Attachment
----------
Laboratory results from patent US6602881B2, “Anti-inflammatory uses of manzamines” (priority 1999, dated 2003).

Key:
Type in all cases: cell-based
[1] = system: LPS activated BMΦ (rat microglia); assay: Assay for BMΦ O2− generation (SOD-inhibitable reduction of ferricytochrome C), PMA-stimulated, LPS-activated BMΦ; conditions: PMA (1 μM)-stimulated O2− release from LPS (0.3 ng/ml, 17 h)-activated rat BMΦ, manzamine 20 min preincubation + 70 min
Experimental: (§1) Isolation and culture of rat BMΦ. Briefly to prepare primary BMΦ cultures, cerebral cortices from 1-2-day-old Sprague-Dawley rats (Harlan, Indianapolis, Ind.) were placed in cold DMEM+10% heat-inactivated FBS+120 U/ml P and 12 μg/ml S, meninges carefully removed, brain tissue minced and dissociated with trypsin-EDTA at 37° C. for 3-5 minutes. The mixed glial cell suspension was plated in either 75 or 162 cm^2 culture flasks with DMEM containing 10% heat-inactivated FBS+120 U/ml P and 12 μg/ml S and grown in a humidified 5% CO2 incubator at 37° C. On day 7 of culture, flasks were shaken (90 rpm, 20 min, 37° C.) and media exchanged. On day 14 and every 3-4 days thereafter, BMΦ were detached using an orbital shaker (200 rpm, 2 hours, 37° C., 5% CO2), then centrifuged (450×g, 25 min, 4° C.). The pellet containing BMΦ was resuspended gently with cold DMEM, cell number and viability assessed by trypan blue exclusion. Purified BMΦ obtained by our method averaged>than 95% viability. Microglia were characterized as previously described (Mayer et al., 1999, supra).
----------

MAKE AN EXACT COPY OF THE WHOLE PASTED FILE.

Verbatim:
Laboratory results from patent US6602881B2, “Anti-inflammatory uses of manzamines” (priority 1999, dated 2003).

Key:
Type in all cases: cell-based
[1] = system: LPS activated BMΦ (rat microglia); assay: Assay for BMΦ O2− generation (SOD-inhibitable reduction of ferricytochrome C), PMA-stimulated, LPS-activated BMΦ; conditions: PMA (1 μM)-stimulated O2− release from LPS (0.3 ng/ml, 17 h)-activated rat BMΦ, manzamine 20 min preincubation + 70 min
Experimental: (§1) Isolation and culture of rat BMΦ. Briefly to prepare primary BMΦ cultures, cerebral cortices from 1-2-day-old Sprague-Dawley rats (Harlan, Indianapolis, Ind.) were placed in cold DMEM+10% heat-inactivated FBS+120 U/ml P and 12 μg/ml S, meninges carefully removed, brain tissue minced and dissociated with trypsin-EDTA at 37° C. for 3-5 minutes. The mixed glial cell suspension was plated in either 75 or 162 cm^2 culture flasks with DMEM containing 10% heat-inactivated FBS+120 U/ml P and 12 μg/ml S and grown in a humidified 5% CO2 incubator at 37° C. On day 7 of culture, flasks were shaken (90 rpm, 20 min, 37° C.) and media exchanged. On day 14 and every 3-4 days thereafter, BMΦ were detached using an orbital shaker (200 rpm, 2 hours, 37° C., 5% CO2), then centrifuged (450×g, 25 min, 4° C.). The pellet containing BMΦ was resuspended gently with cold DMEM, cell number and viability assessed by trypan blue exclusion. Purified BMΦ obtained by our method averaged>than 95% viability. Microglia were characterized as previously described (Mayer et al., 1999, supra).